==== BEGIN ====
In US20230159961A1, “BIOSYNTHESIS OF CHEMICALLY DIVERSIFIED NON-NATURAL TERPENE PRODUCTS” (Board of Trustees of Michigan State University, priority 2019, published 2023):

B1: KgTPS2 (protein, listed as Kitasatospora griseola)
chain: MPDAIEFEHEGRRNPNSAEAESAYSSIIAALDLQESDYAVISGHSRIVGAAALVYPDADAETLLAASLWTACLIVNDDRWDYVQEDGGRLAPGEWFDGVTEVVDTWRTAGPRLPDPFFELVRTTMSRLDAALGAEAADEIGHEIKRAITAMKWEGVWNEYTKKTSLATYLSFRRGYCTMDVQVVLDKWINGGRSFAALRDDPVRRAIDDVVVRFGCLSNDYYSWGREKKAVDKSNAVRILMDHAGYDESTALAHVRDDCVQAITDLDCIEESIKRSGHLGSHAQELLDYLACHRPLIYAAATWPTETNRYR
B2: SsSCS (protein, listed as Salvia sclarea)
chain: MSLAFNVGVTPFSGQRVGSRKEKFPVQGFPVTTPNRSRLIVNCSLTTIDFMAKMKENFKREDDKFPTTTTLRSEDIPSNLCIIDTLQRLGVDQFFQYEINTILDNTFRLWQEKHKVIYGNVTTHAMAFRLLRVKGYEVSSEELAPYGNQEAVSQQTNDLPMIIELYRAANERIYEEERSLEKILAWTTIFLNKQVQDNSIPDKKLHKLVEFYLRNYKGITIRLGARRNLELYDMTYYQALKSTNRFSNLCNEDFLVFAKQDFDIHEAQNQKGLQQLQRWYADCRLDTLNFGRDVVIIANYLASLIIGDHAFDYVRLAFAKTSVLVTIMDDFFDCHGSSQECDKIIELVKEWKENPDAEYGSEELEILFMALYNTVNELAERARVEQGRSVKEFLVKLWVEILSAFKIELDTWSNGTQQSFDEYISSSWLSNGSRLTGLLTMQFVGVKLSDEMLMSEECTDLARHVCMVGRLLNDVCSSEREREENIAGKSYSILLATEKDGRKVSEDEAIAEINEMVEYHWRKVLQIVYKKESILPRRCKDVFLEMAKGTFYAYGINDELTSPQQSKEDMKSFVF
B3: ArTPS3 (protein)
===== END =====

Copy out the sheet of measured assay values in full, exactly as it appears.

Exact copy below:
In US20230159961A1, “BIOSYNTHESIS OF CHEMICALLY DIVERSIFIED NON-NATURAL TERPENE PRODUCTS” (Board of Trustees of Michigan State University, priority 2019, published 2023):

B1: KgTPS2 (protein, listed as Kitasatospora griseola)
chain: MPDAIEFEHEGRRNPNSAEAESAYSSIIAALDLQESDYAVISGHSRIVGAAALVYPDADAETLLAASLWTACLIVNDDRWDYVQEDGGRLAPGEWFDGVTEVVDTWRTAGPRLPDPFFELVRTTMSRLDAALGAEAADEIGHEIKRAITAMKWEGVWNEYTKKTSLATYLSFRRGYCTMDVQVVLDKWINGGRSFAALRDDPVRRAIDDVVVRFGCLSNDYYSWGREKKAVDKSNAVRILMDHAGYDESTALAHVRDDCVQAITDLDCIEESIKRSGHLGSHAQELLDYLACHRPLIYAAATWPTETNRYR
B2: SsSCS (protein, listed as Salvia sclarea)
chain: MSLAFNVGVTPFSGQRVGSRKEKFPVQGFPVTTPNRSRLIVNCSLTTIDFMAKMKENFKREDDKFPTTTTLRSEDIPSNLCIIDTLQRLGVDQFFQYEINTILDNTFRLWQEKHKVIYGNVTTHAMAFRLLRVKGYEVSSEELAPYGNQEAVSQQTNDLPMIIELYRAANERIYEEERSLEKILAWTTIFLNKQVQDNSIPDKKLHKLVEFYLRNYKGITIRLGARRNLELYDMTYYQALKSTNRFSNLCNEDFLVFAKQDFDIHEAQNQKGLQQLQRWYADCRLDTLNFGRDVVIIANYLASLIIGDHAFDYVRLAFAKTSVLVTIMDDFFDCHGSSQECDKIIELVKEWKENPDAEYGSEELEILFMALYNTVNELAERARVEQGRSVKEFLVKLWVEILSAFKIELDTWSNGTQQSFDEYISSSWLSNGSRLTGLLTMQFVGVKLSDEMLMSEECTDLARHVCMVGRLLNDVCSSEREREENIAGKSYSILLATEKDGRKVSEDEAIAEINEMVEYHWRKVLQIVYKKESILPRRCKDVFLEMAKGTFYAYGINDELTSPQQSKEDMKSFVF
B3: ArTPS3 (protein)